December 2015
Orly Goitein MD, Elio Di Segni MD, Yael Eshet MD, Victor Guetta MD, Amit Segev MD, Eyal Nahum MD, Ehud Raanani MD, Eli Konen MD and Ashraf Hamdan MD

Background: Trans-catheter valve implantation (TAVI) is a non-surgical alternative for patients with severe aortic stenosis (AS). Pre-procedural computed tomography angiography (CTA) allows accurate “road mapping,” aortic annulus sizing and the detection of incidental findings.

Objectives: To document the prevalence of non-valvular extra-cardiac findings on CTA prior to TAVI and the impact of these findings on the procedure.  

Methods: Ninety AS patients underwent CTA as part of pre-TAVI planning. Scans extended from the clavicles to the groin. Non-vascular non-valvular findings were documented and graded as follows: (A) significant findings causing TAVI cancellation or postponement, (B) significant findings leading to a change in the TAVI procedure approach, (C) non-significant findings not affecting the TAVI procedure. 

Results: TAVI was planned for 90 patients; their average age was 80.2 ± 7.5 years, 53% were females. Overall, non-valvular cardiac, extra-cardiac and extra-vascular significant and non-significant incidental findings were documented in 97% of scans (87/90). Significant pathologies causing TAVI cancellation or postponement (category A) were documented in 8%. Significant findings affecting the TAVI procedure (category B) were found in 16% of patients.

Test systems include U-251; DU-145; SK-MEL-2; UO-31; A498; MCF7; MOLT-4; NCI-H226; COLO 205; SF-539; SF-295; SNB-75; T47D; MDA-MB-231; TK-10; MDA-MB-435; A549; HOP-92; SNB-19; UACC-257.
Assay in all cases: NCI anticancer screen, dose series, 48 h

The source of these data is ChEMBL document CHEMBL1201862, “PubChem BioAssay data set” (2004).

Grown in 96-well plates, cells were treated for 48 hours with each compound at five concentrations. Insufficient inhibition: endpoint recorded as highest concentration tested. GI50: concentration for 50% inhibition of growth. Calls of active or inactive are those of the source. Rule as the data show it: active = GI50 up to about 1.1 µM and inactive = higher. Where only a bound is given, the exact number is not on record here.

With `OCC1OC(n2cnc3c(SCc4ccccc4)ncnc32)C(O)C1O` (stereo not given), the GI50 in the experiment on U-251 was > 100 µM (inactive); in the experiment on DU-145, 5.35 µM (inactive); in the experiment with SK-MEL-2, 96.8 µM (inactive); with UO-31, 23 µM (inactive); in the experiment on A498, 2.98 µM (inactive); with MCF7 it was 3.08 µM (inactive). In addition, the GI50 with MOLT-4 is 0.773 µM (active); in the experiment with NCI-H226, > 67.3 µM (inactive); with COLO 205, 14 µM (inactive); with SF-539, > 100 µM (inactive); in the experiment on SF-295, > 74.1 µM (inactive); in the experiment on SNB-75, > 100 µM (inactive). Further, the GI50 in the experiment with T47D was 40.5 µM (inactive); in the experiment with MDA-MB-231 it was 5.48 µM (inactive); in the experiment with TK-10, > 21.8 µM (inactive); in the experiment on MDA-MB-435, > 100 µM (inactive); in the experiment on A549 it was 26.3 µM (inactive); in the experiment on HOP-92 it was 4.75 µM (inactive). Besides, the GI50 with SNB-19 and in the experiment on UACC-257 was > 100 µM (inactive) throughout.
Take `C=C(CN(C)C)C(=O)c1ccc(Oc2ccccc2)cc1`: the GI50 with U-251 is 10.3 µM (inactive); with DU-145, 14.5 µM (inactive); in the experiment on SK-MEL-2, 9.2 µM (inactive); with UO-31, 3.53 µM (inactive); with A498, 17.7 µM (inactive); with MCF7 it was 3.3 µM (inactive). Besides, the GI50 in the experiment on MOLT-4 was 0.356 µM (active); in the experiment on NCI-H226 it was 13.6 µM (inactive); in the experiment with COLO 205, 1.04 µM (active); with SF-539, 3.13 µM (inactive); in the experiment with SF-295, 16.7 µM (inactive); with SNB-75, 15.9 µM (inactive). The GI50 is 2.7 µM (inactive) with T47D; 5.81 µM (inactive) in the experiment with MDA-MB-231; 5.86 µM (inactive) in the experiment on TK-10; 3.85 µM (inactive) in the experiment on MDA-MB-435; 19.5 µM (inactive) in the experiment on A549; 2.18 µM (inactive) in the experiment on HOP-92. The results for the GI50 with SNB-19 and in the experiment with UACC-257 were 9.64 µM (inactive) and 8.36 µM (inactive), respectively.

Conclusions: Pre-TAVI CTA detected non-valvular extra-vascular pathologies leading to procedure cancellation/postponement or procedure modification in 8% and 16%, respectively. Comprehensive CTA evaluation that acknowledges the importance of such findings is of major importance since it might alter the TAVI procedure or even render it inappropriate. 

 

December 2014
Sharon Gannot MD, Paul Fefer MD, Eran Kopel MD, Ksenia Kuchkina MD, Roy Beigel MD, Ehud Raanani MD, Ilan Goldenberg MD, Victor Guetta MD and Amit Segev MD

Background: The Syntax score (SS) is a helpful tool for determining the optimal revascularization strategy regarding coronary artery bypass surgery (CABG) vs. percutaneous coronary intervention (PCI) in patients with complex coronary disease. While an association between higher SS and mortality was found for PCI patients, no such association was found for CABG patients.